Also this isn’t new info, scientists have been warning about this for decades ⚠️ pic.twitter.com/ubqtcWfOXr
— Λ l (@ALJVD1) August 30, 2022
Other factors in the flood include the heavy monsoon, influenced by the ongoing La Niña climate event, which triggered stronger monsoon rains in India and Pakistan. Along with the glacial melt, the heavy rainfall sent a large quantity of water into the country's entire stream system.
What's happening in #Pakistan is likely to be a catastrophic concatenation of multiple factors. Hotter planet means more air moisture (+7% each 1°C), leading to more extreme rain & greater risks of flooding. La Niña-induced rainfall can be unusually deadly https://t.co/nJzvdNw9og pic.twitter.com/eihsg8D38H
— Carbon Tracker (@CarbonBubble) September 12, 2022
If climate change persists, these extreme events will occur more regularly.
A renewed call for climate justice
The recent floods in Pakistan have put the spotlight back on climate justice. Climate reporter Fatima Syed lashed out at the world media for ignoring the Pakistan floods.
“While Pakistan is drowning, much of the world media is fixated on the new monarch of its former colonizer instead.”
— Fatima Syed (@fatimabsyed) September 14, 2022
Urban and environmental planner Sana Gondal quips:
Already exhausted by the idea of formerly colonized people being asked to “respect the dead” and her death taking over the news cycle like the floods in Pakistan have ended. If you post today, post about climate justice.
— SRG (@SanaRGondal) September 8, 2022
Climate activist Emaan Danish Khan tweeted:
Pakistan Climate catastrophe is nothing but climate injustice
Top map shows which nations are most responsible for excess emissions.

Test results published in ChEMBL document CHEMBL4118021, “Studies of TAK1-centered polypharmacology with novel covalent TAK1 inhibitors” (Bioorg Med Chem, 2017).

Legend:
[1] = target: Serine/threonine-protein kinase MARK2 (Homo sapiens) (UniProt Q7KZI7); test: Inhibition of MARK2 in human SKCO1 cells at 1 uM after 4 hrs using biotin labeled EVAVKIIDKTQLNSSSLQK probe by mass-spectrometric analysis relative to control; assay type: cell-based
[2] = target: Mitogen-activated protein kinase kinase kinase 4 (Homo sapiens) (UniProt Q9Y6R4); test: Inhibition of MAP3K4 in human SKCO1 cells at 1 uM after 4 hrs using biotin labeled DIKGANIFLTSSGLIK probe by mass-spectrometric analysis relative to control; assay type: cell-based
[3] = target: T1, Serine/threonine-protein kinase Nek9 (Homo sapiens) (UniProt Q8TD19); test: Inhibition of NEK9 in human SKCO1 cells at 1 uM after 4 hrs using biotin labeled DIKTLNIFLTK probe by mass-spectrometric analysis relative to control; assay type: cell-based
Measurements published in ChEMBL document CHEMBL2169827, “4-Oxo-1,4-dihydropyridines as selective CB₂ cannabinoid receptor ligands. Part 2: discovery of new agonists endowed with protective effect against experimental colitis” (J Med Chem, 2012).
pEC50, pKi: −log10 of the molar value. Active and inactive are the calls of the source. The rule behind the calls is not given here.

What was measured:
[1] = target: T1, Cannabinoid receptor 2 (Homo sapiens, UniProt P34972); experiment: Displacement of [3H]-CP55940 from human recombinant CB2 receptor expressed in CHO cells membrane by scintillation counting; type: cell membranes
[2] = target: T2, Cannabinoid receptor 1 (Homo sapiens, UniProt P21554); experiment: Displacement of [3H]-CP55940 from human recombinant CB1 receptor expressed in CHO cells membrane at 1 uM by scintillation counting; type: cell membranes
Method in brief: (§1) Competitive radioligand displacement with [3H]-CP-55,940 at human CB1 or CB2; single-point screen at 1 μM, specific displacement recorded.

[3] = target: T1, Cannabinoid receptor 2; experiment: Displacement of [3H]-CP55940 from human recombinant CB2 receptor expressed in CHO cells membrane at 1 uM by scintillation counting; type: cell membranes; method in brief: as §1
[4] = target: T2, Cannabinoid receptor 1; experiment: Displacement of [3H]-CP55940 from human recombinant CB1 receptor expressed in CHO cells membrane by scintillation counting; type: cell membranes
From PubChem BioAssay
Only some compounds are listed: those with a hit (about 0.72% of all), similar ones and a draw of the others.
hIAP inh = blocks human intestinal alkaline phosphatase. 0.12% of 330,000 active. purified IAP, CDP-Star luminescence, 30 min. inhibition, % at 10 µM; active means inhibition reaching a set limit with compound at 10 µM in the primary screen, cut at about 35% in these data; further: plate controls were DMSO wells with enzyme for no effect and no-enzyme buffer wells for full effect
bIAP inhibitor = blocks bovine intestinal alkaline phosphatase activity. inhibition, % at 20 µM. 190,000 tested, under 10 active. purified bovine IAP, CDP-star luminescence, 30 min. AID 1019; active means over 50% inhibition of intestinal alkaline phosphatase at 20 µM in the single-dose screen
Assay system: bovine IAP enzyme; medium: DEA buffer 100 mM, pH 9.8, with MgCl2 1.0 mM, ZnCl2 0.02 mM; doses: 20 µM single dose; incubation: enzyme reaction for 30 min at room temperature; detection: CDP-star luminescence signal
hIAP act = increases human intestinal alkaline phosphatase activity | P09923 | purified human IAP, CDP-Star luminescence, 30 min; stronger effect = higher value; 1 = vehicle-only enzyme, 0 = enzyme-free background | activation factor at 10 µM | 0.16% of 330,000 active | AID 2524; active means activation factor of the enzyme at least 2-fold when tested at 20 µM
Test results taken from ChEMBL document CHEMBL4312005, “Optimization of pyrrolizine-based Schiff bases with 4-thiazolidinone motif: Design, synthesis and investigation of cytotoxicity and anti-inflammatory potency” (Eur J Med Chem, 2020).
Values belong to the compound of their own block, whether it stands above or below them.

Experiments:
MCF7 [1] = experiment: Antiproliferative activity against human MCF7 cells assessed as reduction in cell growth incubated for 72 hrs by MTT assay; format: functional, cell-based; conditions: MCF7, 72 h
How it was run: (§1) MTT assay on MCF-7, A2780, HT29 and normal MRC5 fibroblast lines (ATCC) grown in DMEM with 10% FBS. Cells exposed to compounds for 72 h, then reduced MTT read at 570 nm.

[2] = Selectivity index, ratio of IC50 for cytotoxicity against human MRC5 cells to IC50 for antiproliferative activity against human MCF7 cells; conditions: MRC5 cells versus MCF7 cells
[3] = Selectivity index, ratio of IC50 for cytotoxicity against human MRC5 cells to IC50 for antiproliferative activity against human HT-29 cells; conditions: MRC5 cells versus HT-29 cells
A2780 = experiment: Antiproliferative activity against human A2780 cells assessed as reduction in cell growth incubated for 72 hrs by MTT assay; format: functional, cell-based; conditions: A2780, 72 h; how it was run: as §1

Bottom map shows which nations are most impacted by it. @omniaelomrani1 @Cop27P @davidrvetter @ClimateBen @nha3383 @bankimooncentre pic.twitter.com/RhkK1DTZoT
— Emaan Danish Khan (@EmaanzT) September 5, 2022
#PakistanIsOurStory is a climate justice movement that called for street action and gatherings on September 9, 2022, in several countries of the world asking for solidarity with the flood affected people in Pakistan. The campaign claims that the story is ours, not happening only in Pakistan and it will continue to repeat in other places in the future. International solidarity is required to support each other and to stop climate criminals.
Climate Action Pakistan expresses solidarity with global campaign #PakistanIsOurStory demanding climate reparations and an end to fossil fuels.
We believe that the Global North must be made accountable for the havoc they have created in Pakistan.#ClimateReparationsForPakistan pic.twitter.com/LOZ5RQvxIq
— Climate Action Now! → Pakistan (@ClimateActionPk) September 9, 2022
People gathered in countries like Cameroon, the Democratic Republic of the Congo, Denmark, Germany, Portugal, Romania, Switzerland, the UK and the US to express their solidarity. There are many images available on their website.
At the US Capitol on Friday in solidarity w/ communities affected by the floods in Pakistan. The Global North governments must start repaying their climate debt by cancelling Pakistan’s burdensome financial debt so Pakistan can recover.#PakistanIsOurStory#ClimateJustice pic.twitter.com/Ytlhp9VB7i
— Extinction Rebellion Washington DC (@xr_dc_) September 11, 2022
Climate activist Mikaela Loach from the UK tweets:
Pakistan solidarity demo at the World Bank's offices in London happening now. Calling for Pakistan's debt to be cancelled and climate reparations paid #PakistanIsOurStory #ClimateReparationsNow #DebtJusticeNow pic.twitter.com/L8j9LIGkBf
— Mikaela Loach (@mikaelaloach) September 9, 2022
— Tabby ❤️✊️🌱✨🧚♂️🍉🌈🌍🌹🌞 (@TabbySpence8) September 9, 2022
Pakistani climate risk management expert, Ali Tauqeer Sheikh mentioned in an interview with Nepali Times that such extreme flooding will rise globally due to climate change, and that better flood management and mitigation are needed. The authorities said that Pakistan is still in danger from the ongoing floods and it could take up to six months for the flood waters to recede from some of the hard-hit areas.